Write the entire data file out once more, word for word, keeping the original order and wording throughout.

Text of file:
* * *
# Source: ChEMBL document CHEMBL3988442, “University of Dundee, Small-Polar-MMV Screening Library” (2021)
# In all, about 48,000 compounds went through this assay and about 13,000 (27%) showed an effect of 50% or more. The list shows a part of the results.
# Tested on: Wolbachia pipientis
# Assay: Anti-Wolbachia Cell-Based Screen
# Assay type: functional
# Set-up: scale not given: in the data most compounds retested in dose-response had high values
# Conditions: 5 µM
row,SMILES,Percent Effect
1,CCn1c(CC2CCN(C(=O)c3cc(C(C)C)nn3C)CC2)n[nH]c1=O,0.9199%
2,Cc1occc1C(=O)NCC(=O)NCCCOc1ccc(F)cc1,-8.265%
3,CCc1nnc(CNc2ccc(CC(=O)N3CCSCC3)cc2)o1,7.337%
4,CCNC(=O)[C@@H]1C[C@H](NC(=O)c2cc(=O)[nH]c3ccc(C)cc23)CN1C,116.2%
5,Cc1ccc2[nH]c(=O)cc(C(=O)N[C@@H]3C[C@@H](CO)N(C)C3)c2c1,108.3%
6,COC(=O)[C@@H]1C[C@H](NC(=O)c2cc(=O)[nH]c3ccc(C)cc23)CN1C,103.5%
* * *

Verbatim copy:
# Source: ChEMBL document CHEMBL3988442, “University of Dundee, Small-Polar-MMV Screening Library” (2021)
# In all, about 48,000 compounds went through this assay and about 13,000 (27%) showed an effect of 50% or more. The list shows a part of the results.
# Tested on: Wolbachia pipientis
# Assay: Anti-Wolbachia Cell-Based Screen
# Assay type: functional
# Set-up: scale not given: in the data most compounds retested in dose-response had high values
# Conditions: 5 µM
row,SMILES,Percent Effect
1,CCn1c(CC2CCN(C(=O)c3cc(C(C)C)nn3C)CC2)n[nH]c1=O,0.9199%
2,Cc1occc1C(=O)NCC(=O)NCCCOc1ccc(F)cc1,-8.265%
3,CCc1nnc(CNc2ccc(CC(=O)N3CCSCC3)cc2)o1,7.337%
4,CCNC(=O)[C@@H]1C[C@H](NC(=O)c2cc(=O)[nH]c3ccc(C)cc23)CN1C,116.2%
5,Cc1ccc2[nH]c(=O)cc(C(=O)N[C@@H]3C[C@@H](CO)N(C)C3)c2c1,108.3%
6,COC(=O)[C@@H]1C[C@H](NC(=O)c2cc(=O)[nH]c3ccc(C)cc23)CN1C,103.5%